Crosby v. National Foreign Trade Council,
530 U.S. 363 (2000)

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No. 99-474. Argued March 22, 2000-Decided June 19,2000

In 1996, Massachusetts passed a law barring state entities from buying goods or services from companies doing business with Burma. Subsequently, Congress imposed mandatory and conditional sanctions on Burma. Respondent (hereinafter Council), which has several members affected by the state Act, filed suit against petitioner state officials (hereinafter State) in federal court, claiming that the state Act unconstitutionally infringes on the federal foreign affairs power, violates the Foreign Commerce Clause, and is preempted by the federal Act. The District Court permanently enjoined the state Act's enforcement, and the First Circuit affirmed.

Held: The state Act is preempted, and its application unconstitutional, under the Supremacy Clause. pp. 372-388.

(a) Even without an express preemption provision, state law must yield to a congressional Act if Congress intends to occupy the field, California v. ARC America Corp., 490 U. S. 93, 100, or to the extent of any conflict with a federal statute, Hines v. Davidowitz, 312 U. S. 52, 66-67. This Court will find preemption where it is impossible for a private party to comply with both state and federal law and where the state law is an obstacle to the accomplishment and execution of Congress's full purposes and objectives. What is a sufficient obstacle is determined by examining the federal statute and identifying its purpose and intended effects. Here, the state Act is such an obstacle, for it undermines the intended purpose and natural effect of at least three federal Act provisions. pp. 372-374.

(b) First, the state Act is an obstacle to the federal Act's delegation of discretion to the President to control economic sanctions against Burma. Although Congress put initial sanctions in place, it authorized the President to terminate the measures upon certifying that Burma has made progress in human rights and democracy, to impose new sanctions upon findings of repression, and, most importantly, to suspend sanctions in the interest of national security. Within the sphere defined by Congress, the statute has given the President as much discretion to exercise economic leverage against Burma, with an eye toward national security,


as law permits. The plenitude of Executive authority controls the preemption issue here. The President has the authority not merely to make a political statement but to achieve a political result, and the fullness of his authority shows the importance in the congressional mind of reaching that result. It is implausible to think that Congress would have gone to such lengths to empower the President had it been willing to compromise his effectiveness by allowing state or local ordinances to blunt the consequences of his actions. Yet this is exactly what the state Act does. Its sanctions are immediate and perpetual, there being no termination provision. This unyielding application undermines the President's authority by leaving him with less economic and diplomatic leverage than the federal Act permits. Pp.374-377.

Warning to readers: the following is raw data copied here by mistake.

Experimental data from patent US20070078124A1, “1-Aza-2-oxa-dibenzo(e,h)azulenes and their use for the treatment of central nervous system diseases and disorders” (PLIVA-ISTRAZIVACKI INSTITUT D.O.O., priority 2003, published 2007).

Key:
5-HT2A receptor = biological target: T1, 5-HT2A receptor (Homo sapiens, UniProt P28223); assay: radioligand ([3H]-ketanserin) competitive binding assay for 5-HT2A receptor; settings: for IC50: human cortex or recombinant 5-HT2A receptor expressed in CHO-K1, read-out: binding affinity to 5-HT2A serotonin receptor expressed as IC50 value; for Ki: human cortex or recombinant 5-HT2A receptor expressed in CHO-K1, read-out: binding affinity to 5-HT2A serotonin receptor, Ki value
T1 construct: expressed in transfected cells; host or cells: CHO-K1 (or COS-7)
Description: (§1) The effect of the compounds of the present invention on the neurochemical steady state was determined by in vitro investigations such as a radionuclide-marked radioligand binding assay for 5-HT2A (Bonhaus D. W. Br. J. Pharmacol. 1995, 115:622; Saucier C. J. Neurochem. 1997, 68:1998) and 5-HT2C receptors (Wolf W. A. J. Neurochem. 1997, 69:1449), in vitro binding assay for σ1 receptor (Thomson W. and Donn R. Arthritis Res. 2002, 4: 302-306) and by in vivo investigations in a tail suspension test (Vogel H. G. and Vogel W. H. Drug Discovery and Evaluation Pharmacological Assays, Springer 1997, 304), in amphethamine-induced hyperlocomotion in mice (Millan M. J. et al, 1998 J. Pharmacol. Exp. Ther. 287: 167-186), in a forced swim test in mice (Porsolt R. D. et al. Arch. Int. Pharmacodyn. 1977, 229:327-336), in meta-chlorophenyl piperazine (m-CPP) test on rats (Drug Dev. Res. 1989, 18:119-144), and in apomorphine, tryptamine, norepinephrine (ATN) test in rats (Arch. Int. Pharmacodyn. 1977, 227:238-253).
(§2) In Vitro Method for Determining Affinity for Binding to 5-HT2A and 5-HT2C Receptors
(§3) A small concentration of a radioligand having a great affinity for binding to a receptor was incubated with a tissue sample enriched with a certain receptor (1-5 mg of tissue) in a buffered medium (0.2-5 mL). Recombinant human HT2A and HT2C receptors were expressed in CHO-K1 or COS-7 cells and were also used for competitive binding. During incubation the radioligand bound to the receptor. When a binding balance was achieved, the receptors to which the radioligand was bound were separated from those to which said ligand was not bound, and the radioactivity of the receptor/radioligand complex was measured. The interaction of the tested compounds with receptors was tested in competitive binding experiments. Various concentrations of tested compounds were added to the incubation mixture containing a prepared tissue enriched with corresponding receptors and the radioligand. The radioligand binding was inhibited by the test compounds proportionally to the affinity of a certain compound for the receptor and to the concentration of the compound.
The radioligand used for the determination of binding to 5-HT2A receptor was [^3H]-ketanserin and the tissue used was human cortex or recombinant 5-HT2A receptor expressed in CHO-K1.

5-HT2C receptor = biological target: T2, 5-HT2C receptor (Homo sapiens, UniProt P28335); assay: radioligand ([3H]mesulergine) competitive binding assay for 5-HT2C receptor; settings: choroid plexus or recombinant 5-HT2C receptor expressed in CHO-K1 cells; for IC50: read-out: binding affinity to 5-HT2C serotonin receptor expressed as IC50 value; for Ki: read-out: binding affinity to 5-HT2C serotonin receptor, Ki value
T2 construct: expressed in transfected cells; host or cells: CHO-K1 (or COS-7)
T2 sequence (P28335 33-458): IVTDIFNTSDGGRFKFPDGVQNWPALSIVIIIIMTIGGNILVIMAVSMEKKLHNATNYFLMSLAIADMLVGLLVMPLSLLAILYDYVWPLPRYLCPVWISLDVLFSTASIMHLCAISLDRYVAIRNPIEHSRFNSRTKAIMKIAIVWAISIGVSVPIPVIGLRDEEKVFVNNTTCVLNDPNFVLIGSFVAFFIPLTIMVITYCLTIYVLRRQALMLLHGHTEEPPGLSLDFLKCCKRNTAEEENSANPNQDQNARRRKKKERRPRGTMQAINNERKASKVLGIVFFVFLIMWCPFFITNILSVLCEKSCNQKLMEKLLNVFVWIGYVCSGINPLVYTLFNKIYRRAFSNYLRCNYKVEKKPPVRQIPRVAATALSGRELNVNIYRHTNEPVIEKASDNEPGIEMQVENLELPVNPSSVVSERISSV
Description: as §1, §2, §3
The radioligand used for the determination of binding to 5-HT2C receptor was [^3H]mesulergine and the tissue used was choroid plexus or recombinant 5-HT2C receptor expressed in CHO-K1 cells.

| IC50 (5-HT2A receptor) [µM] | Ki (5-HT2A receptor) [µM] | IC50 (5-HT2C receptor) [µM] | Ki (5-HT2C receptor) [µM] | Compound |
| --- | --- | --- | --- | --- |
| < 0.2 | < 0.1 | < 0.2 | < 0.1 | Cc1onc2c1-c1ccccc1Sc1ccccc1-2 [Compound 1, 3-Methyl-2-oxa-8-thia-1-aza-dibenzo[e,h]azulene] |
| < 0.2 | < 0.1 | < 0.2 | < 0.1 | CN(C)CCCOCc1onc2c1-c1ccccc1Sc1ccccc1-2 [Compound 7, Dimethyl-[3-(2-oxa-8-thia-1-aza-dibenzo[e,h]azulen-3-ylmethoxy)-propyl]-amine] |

(c) Second, the state Act interferes with Congress's intention to limit economic pressure against the Burmese Government to a specific range. The state Act stands in clear contrast to the federal Act. It prohibits some contracts permitted by the federal Act, affects more investment than the federal Act, and reaches foreign and domestic companies while the federal Act confines its reach to United States persons. It thus conflicts with the federal law by penalizing individuals and conduct that Congress has explicitly exempted or excluded from sanctions. That the two Acts have a common end hardly neutralizes the conflicting means, and the fact that some companies may be able to comply with both sets of sanctions does not mean the state Act is not at odds with achievement of the congressional decision about the right calibration of force. Pp. 377-380.

(d) Finally, the state Act is at odds with the President's authority to speak for the United States among the world's nations to develop a comprehensive, multilateral Burma strategy. Congress called for Presidential cooperation with other countries in developing such a strategy, directed the President to encourage a dialogue between the Burmese Government and the democratic opposition, and required him to report to Congress on these efforts. This delegation of power, like that over economic sanctions, invested the President with the maximum authority of the National Government. The state Act undermines the President's capacity for effective diplomacy. In response to its passage, foreign governments have filed formal protests with the National Government and lodged formal complaints against the United States in the World Trade Organization. The Executive has consistently represented that the state Act has complicated its dealing with foreign sovereigns and proven an impediment to accomplishing the objectives assigned it by Congress. In this case, the positions of foreign governments and the Executive are competent and direct evidence of the state Act's frustra-

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